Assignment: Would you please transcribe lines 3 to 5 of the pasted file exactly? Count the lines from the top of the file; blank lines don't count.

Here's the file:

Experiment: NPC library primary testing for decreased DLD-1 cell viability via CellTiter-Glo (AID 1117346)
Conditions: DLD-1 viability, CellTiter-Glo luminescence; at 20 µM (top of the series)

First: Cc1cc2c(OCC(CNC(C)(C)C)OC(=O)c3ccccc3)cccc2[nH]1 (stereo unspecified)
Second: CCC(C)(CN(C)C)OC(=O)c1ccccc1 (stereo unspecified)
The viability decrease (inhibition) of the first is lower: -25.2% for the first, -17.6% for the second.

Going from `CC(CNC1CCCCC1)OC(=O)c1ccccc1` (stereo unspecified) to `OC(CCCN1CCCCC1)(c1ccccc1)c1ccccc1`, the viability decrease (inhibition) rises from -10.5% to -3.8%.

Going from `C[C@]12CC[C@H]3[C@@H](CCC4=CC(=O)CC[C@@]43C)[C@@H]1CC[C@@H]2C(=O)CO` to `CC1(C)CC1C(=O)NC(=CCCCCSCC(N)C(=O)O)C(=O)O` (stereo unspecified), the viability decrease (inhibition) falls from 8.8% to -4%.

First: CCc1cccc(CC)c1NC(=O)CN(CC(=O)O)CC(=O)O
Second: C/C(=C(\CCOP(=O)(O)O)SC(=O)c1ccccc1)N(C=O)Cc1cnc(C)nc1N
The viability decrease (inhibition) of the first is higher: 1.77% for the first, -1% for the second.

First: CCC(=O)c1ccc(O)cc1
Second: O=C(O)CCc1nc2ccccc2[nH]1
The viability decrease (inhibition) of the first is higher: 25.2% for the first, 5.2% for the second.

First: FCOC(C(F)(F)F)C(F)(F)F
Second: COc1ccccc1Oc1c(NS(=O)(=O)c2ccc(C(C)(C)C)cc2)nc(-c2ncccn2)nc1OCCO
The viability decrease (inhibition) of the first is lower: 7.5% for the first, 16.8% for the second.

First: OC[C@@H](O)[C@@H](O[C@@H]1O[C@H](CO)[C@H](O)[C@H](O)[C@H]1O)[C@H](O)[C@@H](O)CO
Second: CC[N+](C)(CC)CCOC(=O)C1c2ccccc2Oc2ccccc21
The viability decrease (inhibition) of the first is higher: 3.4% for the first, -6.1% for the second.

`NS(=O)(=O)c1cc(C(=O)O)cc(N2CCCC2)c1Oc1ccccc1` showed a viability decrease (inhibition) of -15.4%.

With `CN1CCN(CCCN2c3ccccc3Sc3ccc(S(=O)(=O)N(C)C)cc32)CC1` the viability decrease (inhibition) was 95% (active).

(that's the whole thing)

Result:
First: Cc1cc2c(OCC(CNC(C)(C)C)OC(=O)c3ccccc3)cccc2[nH]1 (stereo unspecified)
Second: CCC(C)(CN(C)C)OC(=O)c1ccccc1 (stereo unspecified)
The viability decrease (inhibition) of the first is lower: -25.2% for the first, -17.6% for the second.